Housing Choice Vouchers
Low Income Housing
Avoiding Home Foreclosure
Buying A Foreclosed Home
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HUD Senior Housing Program Information
If you are a senior citizen and looking for housing, the Department of Housing and Urban Development (HUD) has several housing assistance programs for the elderly.
As you grow older, taking care of your housing situation can become a dilemma. There are so many different options, and a lot depends on if you are still self sufficient, or if you need some assisted care. As you grow older and your family has moved on with their lives, having a large family home may not meet your needs and you might want to move into a smaller house or even an apartment.
Fortunately for you, HUD has recognized the different needs for the elderly and have designed several different senior housing programs to meet your needs. Generally, you will want to continue living in your present home, move to a different house or apartment, live by yourself or need some assistance.
Programs That Help You Stay In Your Own Home
If you want to continue living in your own home, HUD provides you with the ability to live in your own home and even get income of your home equity through a reverse mortgage.
Reverse Mortgages For Seniors - If you want to continue living in your own home and have equity in that home, you might want to consider a reverse mortgage. The reverse mortgage allows you to use the equity in your home to supplement your income.
The Home Equity Conversion Mortgage (HECM) is the only reverse mortgage insured by the U.S. Government through an FHA approved lender.
Consider Moving To An Apartment
If you are interested in living in an apartment or in some cases, a small house, HUD has several different housing assistance programs that can help make that possible.
If you are able to live on your own, the HUD senior housing programs allow you to select your own home and use Housing Choice Vouchers to help pay for part of your rent.
If you prefer to live in government public housing, you can contact your local public housing agency or HUD office to learn what public housing might be available in your area.
Finally, you can also find senior housing in HUD subsidized housing which are usually multifamily housing units. The owners of the housing units are provided a government subsidy to reduce the rent for senior citizens.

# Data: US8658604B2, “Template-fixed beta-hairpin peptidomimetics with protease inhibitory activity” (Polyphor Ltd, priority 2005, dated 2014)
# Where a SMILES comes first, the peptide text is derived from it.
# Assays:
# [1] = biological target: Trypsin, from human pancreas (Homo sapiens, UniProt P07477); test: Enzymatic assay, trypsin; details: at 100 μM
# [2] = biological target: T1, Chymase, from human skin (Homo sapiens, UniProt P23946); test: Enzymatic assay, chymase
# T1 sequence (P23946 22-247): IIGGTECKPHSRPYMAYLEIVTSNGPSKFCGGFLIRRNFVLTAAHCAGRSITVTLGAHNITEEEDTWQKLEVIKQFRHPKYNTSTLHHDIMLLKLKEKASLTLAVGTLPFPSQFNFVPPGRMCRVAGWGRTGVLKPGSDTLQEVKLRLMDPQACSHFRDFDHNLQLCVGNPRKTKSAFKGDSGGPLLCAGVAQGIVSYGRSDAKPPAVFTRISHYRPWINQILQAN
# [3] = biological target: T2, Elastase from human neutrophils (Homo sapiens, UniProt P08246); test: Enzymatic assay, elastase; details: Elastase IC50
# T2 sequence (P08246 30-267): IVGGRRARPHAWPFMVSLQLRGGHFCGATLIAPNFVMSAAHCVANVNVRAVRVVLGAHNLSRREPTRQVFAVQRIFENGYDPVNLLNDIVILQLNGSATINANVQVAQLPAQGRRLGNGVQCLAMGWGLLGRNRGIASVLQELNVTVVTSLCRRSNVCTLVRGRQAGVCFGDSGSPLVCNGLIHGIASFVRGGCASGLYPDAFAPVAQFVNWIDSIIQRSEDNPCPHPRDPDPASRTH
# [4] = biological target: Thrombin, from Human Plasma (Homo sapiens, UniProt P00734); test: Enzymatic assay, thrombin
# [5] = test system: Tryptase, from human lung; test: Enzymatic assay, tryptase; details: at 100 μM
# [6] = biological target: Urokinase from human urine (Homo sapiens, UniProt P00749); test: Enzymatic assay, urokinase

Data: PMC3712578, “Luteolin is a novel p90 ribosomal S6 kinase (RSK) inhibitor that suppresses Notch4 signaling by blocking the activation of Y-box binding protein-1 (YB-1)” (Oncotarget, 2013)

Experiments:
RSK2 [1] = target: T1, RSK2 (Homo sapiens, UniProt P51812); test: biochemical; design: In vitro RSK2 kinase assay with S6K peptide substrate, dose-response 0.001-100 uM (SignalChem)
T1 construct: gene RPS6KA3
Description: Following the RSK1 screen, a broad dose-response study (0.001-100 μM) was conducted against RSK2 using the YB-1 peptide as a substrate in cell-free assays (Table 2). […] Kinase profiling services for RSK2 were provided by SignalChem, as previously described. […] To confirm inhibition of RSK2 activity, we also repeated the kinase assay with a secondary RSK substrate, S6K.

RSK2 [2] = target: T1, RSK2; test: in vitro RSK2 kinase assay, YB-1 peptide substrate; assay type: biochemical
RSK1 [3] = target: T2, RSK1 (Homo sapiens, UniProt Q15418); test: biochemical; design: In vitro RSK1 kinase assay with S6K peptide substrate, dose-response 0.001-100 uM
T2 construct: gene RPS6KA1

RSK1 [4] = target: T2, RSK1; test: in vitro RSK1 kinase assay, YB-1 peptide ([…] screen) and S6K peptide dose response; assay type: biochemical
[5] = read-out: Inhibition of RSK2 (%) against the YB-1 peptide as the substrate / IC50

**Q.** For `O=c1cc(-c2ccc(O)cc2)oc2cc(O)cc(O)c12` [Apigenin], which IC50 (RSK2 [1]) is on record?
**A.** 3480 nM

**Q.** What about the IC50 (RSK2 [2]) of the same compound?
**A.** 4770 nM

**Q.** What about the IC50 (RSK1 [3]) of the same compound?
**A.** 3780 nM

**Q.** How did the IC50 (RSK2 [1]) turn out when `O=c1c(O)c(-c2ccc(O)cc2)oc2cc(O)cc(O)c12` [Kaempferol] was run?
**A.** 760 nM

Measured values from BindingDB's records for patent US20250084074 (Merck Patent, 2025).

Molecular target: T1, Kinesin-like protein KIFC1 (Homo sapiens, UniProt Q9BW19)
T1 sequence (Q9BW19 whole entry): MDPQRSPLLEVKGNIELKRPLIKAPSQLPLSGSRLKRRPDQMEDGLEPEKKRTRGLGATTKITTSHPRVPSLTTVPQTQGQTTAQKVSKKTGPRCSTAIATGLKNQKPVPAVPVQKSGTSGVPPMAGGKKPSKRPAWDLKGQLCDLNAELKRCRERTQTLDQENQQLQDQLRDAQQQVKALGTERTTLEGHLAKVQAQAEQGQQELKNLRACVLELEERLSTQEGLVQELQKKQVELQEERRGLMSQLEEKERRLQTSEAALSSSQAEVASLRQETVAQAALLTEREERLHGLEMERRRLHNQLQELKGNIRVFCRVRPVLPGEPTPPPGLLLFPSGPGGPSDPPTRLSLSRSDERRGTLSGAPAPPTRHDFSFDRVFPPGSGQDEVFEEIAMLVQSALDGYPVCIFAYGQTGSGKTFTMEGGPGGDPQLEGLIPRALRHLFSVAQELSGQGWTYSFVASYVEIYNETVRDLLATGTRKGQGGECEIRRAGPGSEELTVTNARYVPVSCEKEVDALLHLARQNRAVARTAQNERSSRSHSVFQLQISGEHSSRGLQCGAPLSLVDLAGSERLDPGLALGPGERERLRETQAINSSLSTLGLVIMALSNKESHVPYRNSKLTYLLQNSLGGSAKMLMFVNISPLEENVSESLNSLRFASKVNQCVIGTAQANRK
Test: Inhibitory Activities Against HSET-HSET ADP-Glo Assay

What About Assisted Living?
The HUD Senior housing programs are designed for the elderly that are independent and living without assisted care. If you don't have a family member that is living with you and you need assisted care, there are many other government, community, and non-profit organizations that provide many great services to help seniors.
If you are living in your own home, there are programs that provide you with In-Home Help and also provide you with food through the Meals on Wheels programs.
If you are looking to move in to another apartment and need assisted care, there are many Assisted Living Facilities that can meet your specific needs.
If you are looking for housing and need a lot of assistance, there are many wonderful retirement communities that provide assisted living and continued care. Many of the assisted living communities for seniors require that over 80% of the tenants must be over the age of 55. In some senior communities, you must be over the age of 62 to live there.
If you are in need of continual specialized care, you will need to contact your local retirement and nursing homes to make arrangements for long-term care and in most cases care that includes medical assistance.
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